Cats are known to sleep for around 70% of their lives.
Do they have time to be bored with all of that snooze time?
Well, unfortunately, the answer is yes. Cats can get bored pretty easily, especially if you have a house cat.
How do I know if my cat is bored?
Cats may not always communicate their boredom to you but there are signs that you can look out for.
Here are 5 signs to look out for…
A cat with boredom may lick themselves excessively and may even chew or bite their skin. Bored cats may pull out their fur too.
This can be an irritating loop that can become frustrating for the cat as the more they over-groom, the more likely they are to do it.
Fighting with other Animals
A bored feline may chase and fight with other animals as a way to release its frustrations.
Seeing your cat chasing other pets in the home may be a sign that your kitty needs something that is mentally and physically stimulating.
Lack of Curiosity
There are usually moments in a cat’s day where it’s time to do engaging things.
If your cat isn’t interested in doing anything other than sleeping or snacking, your cat may be bored.
Being Down in the Dumps
If your cat seems uninterested in most of the usual things and is walking around with less enthusiasm than normal, this may be a sign of boredom too.
This may also be a sign of illness too so always seek professional advice.
We all know the feeling when we’ve been bored and we have a little snack for something to do.
This can apply to our cats too and just like us, this can lead to obesity and then depression.
These 5 signs may be signs of boredom but they may also be signs of other health-related issues. Always seek advice from your veterinarian to rule out illness.
Getting over Boredom
Once you’ve established that your cat does not have a health issue, it’s time to get to work when it comes to stimulating your furry friend.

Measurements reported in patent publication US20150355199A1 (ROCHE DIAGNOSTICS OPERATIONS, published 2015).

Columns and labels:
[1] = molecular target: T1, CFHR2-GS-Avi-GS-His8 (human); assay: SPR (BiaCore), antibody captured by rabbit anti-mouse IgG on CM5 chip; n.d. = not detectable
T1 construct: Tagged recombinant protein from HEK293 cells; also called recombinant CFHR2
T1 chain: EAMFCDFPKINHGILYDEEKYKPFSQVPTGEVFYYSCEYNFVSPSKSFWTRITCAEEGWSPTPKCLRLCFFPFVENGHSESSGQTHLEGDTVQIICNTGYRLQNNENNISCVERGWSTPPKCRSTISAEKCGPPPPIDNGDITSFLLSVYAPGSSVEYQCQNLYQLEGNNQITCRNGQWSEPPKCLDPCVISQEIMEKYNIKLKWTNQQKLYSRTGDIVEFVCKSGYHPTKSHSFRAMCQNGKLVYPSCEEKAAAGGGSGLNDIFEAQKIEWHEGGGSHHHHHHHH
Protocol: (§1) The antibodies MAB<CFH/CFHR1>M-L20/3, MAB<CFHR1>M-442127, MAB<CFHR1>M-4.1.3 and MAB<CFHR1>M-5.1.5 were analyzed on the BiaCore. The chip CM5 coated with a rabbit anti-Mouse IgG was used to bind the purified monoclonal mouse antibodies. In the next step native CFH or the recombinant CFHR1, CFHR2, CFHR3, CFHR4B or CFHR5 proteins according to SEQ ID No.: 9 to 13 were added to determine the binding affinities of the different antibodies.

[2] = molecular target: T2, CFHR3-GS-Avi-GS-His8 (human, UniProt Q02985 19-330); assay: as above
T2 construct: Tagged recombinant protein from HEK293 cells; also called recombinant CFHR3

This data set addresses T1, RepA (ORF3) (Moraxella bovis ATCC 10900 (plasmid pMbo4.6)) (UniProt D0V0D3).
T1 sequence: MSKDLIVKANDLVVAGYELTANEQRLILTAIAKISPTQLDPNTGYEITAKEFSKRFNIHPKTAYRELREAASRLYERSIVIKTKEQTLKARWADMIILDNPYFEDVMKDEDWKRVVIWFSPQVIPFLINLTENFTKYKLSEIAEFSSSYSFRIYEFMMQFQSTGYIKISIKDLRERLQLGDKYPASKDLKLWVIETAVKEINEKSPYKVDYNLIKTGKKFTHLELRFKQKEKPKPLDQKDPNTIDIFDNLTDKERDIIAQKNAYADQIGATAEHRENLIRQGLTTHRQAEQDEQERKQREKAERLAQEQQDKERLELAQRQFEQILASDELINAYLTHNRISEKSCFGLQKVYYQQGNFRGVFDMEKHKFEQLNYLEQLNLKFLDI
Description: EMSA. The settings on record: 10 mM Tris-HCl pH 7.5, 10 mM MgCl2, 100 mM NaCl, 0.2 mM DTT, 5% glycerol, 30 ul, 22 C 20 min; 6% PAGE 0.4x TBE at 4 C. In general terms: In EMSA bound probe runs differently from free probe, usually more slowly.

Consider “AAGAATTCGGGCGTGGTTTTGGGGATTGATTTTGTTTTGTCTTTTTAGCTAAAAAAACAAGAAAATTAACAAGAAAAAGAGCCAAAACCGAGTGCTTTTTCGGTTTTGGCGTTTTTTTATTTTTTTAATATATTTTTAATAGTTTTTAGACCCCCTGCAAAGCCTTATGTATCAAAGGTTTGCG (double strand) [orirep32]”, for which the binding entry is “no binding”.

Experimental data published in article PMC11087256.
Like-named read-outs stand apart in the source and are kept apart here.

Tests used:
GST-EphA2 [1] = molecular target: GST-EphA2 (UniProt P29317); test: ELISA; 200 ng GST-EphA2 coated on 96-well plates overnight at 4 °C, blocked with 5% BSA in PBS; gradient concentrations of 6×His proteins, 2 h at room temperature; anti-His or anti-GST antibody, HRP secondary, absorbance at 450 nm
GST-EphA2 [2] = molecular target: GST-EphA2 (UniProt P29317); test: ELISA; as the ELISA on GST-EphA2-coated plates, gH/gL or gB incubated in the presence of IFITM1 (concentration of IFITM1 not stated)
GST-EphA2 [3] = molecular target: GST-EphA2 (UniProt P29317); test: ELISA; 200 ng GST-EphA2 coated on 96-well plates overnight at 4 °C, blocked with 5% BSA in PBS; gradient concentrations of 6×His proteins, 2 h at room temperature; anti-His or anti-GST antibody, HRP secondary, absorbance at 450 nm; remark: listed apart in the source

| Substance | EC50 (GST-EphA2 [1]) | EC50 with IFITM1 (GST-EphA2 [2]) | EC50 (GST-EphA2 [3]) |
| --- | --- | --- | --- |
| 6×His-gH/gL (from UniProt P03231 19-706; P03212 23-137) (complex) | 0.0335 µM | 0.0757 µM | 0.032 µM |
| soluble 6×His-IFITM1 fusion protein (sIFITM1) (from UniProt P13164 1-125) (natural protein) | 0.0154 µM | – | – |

You may want to provide an environment for your cat that encourages play, problem-solving, and physical activity.
Toys, scratching posts, high places to climb, and perches may help.
A window ledge with a view of the outside world may help to relieve the boredom.
We have a black cat called Coco and I’m pretty certain that he lets us know when he’s bored.
He’s a very vocal cat and when he’s meowing it’s usually for food, to be picked up, or to play.
We do a process of elimination and if it’s not food or cuddles, he wants a bit of playtime.
I have a thick piece of rope that Coco loves and I keep it hidden away because I’ve learned that if toys are left lying around then they lose their appeal to the cat.
I dangle the rope and he bites it frantically sinking his claws into it too.
When the rope is stuck on his hook-like claws, he gently allows me to remove it.
I once read that you should aim to play with your cat for at least ten minutes a day to prevent boredom.
I don’t really have to do this as Coco regularly invites me into a game of hide and seek which I find just as fun as he does…
How well do you know your cat? Want to do a quick quiz about cats? Click here…
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